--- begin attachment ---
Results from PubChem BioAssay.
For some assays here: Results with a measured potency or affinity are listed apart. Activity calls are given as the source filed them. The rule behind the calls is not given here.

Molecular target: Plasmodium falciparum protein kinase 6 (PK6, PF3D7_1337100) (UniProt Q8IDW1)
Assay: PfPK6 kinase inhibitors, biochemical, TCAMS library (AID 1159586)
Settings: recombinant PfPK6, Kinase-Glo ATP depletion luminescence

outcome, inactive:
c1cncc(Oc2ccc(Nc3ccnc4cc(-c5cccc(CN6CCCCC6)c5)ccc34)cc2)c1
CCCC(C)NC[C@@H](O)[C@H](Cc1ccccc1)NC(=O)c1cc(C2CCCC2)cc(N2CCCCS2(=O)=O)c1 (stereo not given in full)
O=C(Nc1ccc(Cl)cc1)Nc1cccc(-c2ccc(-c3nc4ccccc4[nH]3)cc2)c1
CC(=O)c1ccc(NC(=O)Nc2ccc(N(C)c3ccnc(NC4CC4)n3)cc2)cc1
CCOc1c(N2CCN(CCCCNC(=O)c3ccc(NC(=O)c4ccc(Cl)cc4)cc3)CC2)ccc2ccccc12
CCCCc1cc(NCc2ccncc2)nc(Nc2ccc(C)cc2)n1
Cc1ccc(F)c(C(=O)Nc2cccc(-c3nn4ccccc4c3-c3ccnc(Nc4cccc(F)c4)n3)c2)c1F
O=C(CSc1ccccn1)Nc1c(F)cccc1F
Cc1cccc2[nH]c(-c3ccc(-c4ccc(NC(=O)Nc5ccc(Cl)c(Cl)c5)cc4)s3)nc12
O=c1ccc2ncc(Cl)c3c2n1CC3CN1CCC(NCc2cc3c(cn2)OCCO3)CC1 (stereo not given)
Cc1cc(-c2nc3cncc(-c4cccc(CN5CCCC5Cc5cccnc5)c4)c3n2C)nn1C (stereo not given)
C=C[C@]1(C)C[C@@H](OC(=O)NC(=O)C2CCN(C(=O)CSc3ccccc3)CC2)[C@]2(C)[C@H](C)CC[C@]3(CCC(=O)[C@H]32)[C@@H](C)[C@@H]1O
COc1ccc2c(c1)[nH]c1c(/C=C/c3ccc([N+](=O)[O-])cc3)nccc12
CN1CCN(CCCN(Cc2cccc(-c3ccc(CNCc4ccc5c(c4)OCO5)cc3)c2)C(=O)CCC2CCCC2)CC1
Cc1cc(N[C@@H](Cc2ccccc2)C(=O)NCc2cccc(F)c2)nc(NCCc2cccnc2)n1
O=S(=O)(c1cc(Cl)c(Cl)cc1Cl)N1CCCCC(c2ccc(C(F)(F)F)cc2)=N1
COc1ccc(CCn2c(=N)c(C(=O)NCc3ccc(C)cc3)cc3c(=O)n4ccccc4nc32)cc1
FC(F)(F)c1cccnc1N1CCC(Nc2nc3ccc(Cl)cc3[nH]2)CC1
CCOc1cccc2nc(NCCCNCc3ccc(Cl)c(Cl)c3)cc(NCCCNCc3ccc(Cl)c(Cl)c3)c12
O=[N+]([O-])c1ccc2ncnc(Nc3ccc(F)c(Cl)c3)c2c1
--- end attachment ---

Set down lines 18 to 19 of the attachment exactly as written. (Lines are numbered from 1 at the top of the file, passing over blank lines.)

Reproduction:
C=C[C@]1(C)C[C@@H](OC(=O)NC(=O)C2CCN(C(=O)CSc3ccccc3)CC2)[C@]2(C)[C@H](C)CC[C@]3(CCC(=O)[C@H]32)[C@@H](C)[C@@H]1O
COc1ccc2c(c1)[nH]c1c(/C=C/c3ccc([N+](=O)[O-])cc3)nccc12